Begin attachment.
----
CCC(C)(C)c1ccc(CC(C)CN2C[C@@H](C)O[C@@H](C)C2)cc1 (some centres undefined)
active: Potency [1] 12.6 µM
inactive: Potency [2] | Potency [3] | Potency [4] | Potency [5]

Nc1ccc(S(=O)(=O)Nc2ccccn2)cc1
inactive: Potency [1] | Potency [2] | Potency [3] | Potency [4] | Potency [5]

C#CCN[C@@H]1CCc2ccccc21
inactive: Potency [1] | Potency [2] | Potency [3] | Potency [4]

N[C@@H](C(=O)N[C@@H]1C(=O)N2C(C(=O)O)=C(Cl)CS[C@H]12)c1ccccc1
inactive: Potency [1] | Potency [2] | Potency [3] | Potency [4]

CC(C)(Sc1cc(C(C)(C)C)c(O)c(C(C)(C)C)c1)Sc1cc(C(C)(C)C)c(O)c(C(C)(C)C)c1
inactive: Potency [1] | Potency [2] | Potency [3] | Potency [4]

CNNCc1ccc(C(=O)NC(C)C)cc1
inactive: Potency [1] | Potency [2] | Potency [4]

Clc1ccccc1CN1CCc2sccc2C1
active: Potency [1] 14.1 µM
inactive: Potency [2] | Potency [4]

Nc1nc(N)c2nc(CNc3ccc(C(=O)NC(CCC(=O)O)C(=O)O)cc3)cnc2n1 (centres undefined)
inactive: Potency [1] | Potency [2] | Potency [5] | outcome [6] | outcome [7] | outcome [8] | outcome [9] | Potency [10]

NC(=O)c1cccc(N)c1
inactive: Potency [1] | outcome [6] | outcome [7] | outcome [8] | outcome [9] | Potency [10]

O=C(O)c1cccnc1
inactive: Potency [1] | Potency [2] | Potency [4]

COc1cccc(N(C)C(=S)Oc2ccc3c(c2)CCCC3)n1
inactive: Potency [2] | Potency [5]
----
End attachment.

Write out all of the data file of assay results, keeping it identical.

CCC(C)(C)c1ccc(CC(C)CN2C[C@@H](C)O[C@@H](C)C2)cc1 (some centres undefined)
active: Potency [1] 12.6 µM
inactive: Potency [2] | Potency [3] | Potency [4] | Potency [5]

Nc1ccc(S(=O)(=O)Nc2ccccn2)cc1
inactive: Potency [1] | Potency [2] | Potency [3] | Potency [4] | Potency [5]

C#CCN[C@@H]1CCc2ccccc21
inactive: Potency [1] | Potency [2] | Potency [3] | Potency [4]

N[C@@H](C(=O)N[C@@H]1C(=O)N2C(C(=O)O)=C(Cl)CS[C@H]12)c1ccccc1
inactive: Potency [1] | Potency [2] | Potency [3] | Potency [4]

CC(C)(Sc1cc(C(C)(C)C)c(O)c(C(C)(C)C)c1)Sc1cc(C(C)(C)C)c(O)c(C(C)(C)C)c1
inactive: Potency [1] | Potency [2] | Potency [3] | Potency [4]

CNNCc1ccc(C(=O)NC(C)C)cc1
inactive: Potency [1] | Potency [2] | Potency [4]

Clc1ccccc1CN1CCc2sccc2C1
active: Potency [1] 14.1 µM
inactive: Potency [2] | Potency [4]

Nc1nc(N)c2nc(CNc3ccc(C(=O)NC(CCC(=O)O)C(=O)O)cc3)cnc2n1 (centres undefined)
inactive: Potency [1] | Potency [2] | Potency [5] | outcome [6] | outcome [7] | outcome [8] | outcome [9] | Potency [10]

NC(=O)c1cccc(N)c1
inactive: Potency [1] | outcome [6] | outcome [7] | outcome [8] | outcome [9] | Potency [10]

O=C(O)c1cccnc1
inactive: Potency [1] | Potency [2] | Potency [4]

COc1cccc(N(C)C(=S)Oc2ccc3c(c2)CCCC3)n1
inactive: Potency [2] | Potency [5]